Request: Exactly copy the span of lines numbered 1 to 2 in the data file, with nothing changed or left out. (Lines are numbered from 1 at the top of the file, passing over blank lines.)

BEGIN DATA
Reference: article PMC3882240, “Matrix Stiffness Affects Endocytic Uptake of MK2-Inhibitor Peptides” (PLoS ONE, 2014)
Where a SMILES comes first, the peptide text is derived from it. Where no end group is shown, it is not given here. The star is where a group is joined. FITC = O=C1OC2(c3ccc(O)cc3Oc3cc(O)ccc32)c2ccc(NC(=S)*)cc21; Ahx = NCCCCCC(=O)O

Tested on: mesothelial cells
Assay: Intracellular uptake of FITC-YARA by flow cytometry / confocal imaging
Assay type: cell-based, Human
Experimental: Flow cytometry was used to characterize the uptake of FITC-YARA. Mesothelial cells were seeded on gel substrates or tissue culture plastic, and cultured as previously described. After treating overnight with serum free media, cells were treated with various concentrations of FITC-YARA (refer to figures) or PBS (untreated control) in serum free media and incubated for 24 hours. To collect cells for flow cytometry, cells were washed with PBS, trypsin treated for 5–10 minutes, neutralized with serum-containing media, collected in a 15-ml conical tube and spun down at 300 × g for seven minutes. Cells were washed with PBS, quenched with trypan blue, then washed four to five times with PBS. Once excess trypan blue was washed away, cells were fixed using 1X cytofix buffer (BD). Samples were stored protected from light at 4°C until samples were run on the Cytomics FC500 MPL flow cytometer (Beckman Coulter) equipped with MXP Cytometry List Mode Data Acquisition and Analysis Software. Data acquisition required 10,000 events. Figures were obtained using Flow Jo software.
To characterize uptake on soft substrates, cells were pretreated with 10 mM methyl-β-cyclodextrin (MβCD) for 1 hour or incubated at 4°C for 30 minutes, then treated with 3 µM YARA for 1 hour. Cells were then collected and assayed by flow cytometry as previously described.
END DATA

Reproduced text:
Reference: article PMC3882240, “Matrix Stiffness Affects Endocytic Uptake of MK2-Inhibitor Peptides” (PLoS ONE, 2014)
Where a SMILES comes first, the peptide text is derived from it. Where no end group is shown, it is not given here. The star is where a group is joined. FITC = O=C1OC2(c3ccc(O)cc3Oc3cc(O)ccc32)c2ccc(NC(=S)*)cc21; Ahx = NCCCCCC(=O)O